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Economy

Myanmar clarifies foreign ownership rules for retail sector

Green light to sell clothes, electronics and furniture attracts Japan's Aeon and rivals

Shoppers check produce at a Yangon supermarket. Domestic retailers are wary of competition from foreign-owned stores. (Photo by Yuichi Nitta)

YANGON -- Myanmar has opened its doors to foreign ownership of local wholesalers and retailers to spur employment and urbanization, recently clearing up rules whose vagueness left some overseas companies hesitant to take the opportunity.

Under rules the Ministry of Commerce announced in May, foreign companies that seek to take more than an 80% stake in domestic retailers will have to make an initial investment of at least $3 million, while smaller stakes require at least $700,000. They can not own stores smaller than 929 sq. meters, to avoid competition with small local businesses.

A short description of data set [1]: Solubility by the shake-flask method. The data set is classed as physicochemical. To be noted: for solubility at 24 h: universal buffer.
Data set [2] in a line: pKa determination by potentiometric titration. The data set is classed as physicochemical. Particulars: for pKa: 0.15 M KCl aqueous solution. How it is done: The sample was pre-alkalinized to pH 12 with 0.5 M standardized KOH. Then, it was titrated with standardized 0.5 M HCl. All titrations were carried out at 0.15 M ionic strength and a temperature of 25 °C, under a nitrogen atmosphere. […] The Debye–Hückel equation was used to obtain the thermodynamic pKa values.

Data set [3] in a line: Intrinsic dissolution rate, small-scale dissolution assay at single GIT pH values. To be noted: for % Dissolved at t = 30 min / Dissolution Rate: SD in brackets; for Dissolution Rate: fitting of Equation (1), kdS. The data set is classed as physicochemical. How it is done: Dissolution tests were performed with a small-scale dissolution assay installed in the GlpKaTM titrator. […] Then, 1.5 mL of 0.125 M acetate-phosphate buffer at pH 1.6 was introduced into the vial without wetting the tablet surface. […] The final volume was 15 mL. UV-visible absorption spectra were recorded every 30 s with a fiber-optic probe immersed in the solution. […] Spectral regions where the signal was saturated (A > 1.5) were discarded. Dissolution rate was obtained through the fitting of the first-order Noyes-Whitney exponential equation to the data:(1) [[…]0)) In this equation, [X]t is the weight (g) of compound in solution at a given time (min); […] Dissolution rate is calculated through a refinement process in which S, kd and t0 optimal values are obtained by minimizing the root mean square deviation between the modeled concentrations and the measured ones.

Japan's Aeon was one of the first overseas retailers to express interest in the opportunity. "It's important for economic development to foster service industries," company President Motoya Okada said on a trip here last month.

Confusion has followed the May announcement as local interests lobby to exempt their favored products. One source in the foreign retail sector said companies are unsure what goods they will be allowed to sell and the definition of initial investment.

Imprecise rules and abrupt changes to those regulations are common in Myanmar given the government's inexperience in setting policy.

The situation was clarified at the end of July when the ministry released a list of 24 categories, including clothing, home electronics and furniture, that are eligible for foreign investment.

"It is now certain that, at a minimum, these products will be open to foreign investment," said Yusuke Yukawa, a partner at Tokyo law firm Nishimura & Asahi's office in Yangon.

At an information session to explain the new rules, ministry officials also said foreign companies need only show a remittance stub equal to half the required initial investment when applying.

"Ambiguities will have to be discussed one by one and made clear," Yukawa said.

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